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Allergies to foods in children and how to find out what you are allergic to when experiencing allergy symptoms

Updated on March 17, 2013
Courtesy of antpkr
Courtesy of antpkr

I’m not a medical expert by any means but I have a son with allergies and I wanted to share my experiences and the problems we face. When my son was 8 months old I tried him with some scrambled egg. He actually seemed to be enjoying it until about 10 minutes later when he did the most amazing projectile vomit I have ever seen. It was like “The Exorcist” but slightly less like pea-soup! He then turned very red and started swelling up – time for a speedy dash to the hospital.

One notable time was when I bought gingerbread men for him and his sister from the bakery department in a well-known supermarket. I checked with the baker if there was any egg in it, to be told in a very condescending manner that it was a biscuit and as such did not have egg in it. Cakes had egg to help them rise but a biscuit was flat and so didn’t require it. OK, fine, I thought, and gave them to the children to eat.

My son said it tasted horrid and made the back of his throat hurt so he didn’t want it. I was confused until I suddenly realized – it had icing on it – and after a phone call to the supermarket, I ascertained that although the biscuit didn’t have egg in it, the icing did! Luckily he hadn’t eaten enough of the icing to make him ill but it made me double-check (if not triple-check sometimes) in the future. You can’t be too careful.

Incidentally, the doctors we have seen about this all seem to think he is making up the fact that he can feel it in the back of his throat and don’t give it any credence at all. I can’t guarantee that it isn’t psychological but it would be nice to know if anyone else had the same experience.

The overriding symptoms which my son experiences are a) watery eyes, b) being itchy with either blotchy hives or blisters c) painful throat d) feeling tired. As well as these, shortness of breath is an indicator of anaphylactic shock (which so far thank goodness he hasn’t experienced). This happens if he has anything with egg or egg products.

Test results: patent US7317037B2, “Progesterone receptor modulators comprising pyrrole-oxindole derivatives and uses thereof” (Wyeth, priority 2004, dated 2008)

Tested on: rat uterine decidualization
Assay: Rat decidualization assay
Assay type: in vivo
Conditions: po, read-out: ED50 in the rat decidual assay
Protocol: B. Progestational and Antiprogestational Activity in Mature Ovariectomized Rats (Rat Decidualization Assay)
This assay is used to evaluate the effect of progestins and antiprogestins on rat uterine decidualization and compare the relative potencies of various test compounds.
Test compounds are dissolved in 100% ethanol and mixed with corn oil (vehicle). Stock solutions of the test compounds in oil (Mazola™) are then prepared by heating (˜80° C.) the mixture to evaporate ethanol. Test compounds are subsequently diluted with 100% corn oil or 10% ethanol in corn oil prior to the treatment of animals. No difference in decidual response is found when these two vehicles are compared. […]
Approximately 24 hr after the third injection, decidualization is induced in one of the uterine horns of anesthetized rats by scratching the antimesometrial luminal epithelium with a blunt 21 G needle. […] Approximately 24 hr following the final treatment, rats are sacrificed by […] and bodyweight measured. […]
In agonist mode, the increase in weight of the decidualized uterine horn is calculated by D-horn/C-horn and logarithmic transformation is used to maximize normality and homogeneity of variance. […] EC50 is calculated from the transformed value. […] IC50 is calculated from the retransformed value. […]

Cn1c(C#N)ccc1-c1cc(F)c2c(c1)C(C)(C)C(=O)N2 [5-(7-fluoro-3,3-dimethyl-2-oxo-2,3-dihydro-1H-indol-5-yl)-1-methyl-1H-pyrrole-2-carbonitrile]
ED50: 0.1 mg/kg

We have to be particularly careful as one of the preservatives used in quite a number of food items (including some pizzas) is derived from egg and so can cause problems for him. In tests he has had with the hospital (see my Hub about my son’s Skin Prick test to see if he was allergic to any foods for more information on this) it turns out he is allergic to all nuts (except walnuts!) and shellfish as well. I seem to spend most of my time reading ingredient lists when I go shopping!

Courtesy of cool design
Courtesy of cool design

Obviously if you experience any severe allergy symptoms you must seek medical help immediately.

As well as doing various tests (I have mentioned what we have experienced in one of my other allergy hubs here ) the doctor may also ask you to keep a food diary as, unfortunately, the most obvious way to find out if you are allergic to any food is to experience symptoms after you have ingested it. This isn’t very nice really but it is horrid when you are experiencing symptoms and don’t know what the cause is. This can help with food intolerances as well.

In order to keep a food diary, you have to list everything that you eat (and I mean everything, down to the smallest pat of butter, any garnishes or even added salt and pepper) and this should help you to see a pattern. Every time you eat anything, write down what you eat and the time that you ate it. It actually helps to write your diary as soon as you have finished eating as you are less likely to forget things this way.

Then, if you experience any symptoms, write those down too at the time you experienced them. That way, you can refer back to the recently eaten foods to see any common denominators. It can seem to be a hassle but if you try to be as thorough as possible it will help in the long run. For example, different brands of the same type of food can vary slightly in their ingredient list so it helps to write brand names down too.

I think we have narrowed down all the things my son is affected by – so far so good anyhow! Now it is just a case of being careful when eating out and when shopping for ourselves. Most places are really good about allergies these days and will make a special effort to supply food that is safe for him.

Our most impressive experience was in Sardinia in a lovely pasta restaurant on the beach in Alghero. My Italian is appalling but I had written down a few phrases about my son being allergic to eggs and what on the menu was safe for him to eat. I popped in during the day to see if it would be possible for us to eat there in the evening and had a chat with the lovely chef who said that sadly all his pasta was made fresh daily with eggs. But, that he was happy to make some pasta without eggs just for my son! Needless to say I booked a table before he changed his mind and we had a delightful meal – if I remember rightly after a few glasses of vino, we may have given him a rather large tip too - but it was more than worth it.

If you think you have allergies, good luck to you and maybe pop along to some of my other hubs that include egg-free, nut-free and vegan recipes.


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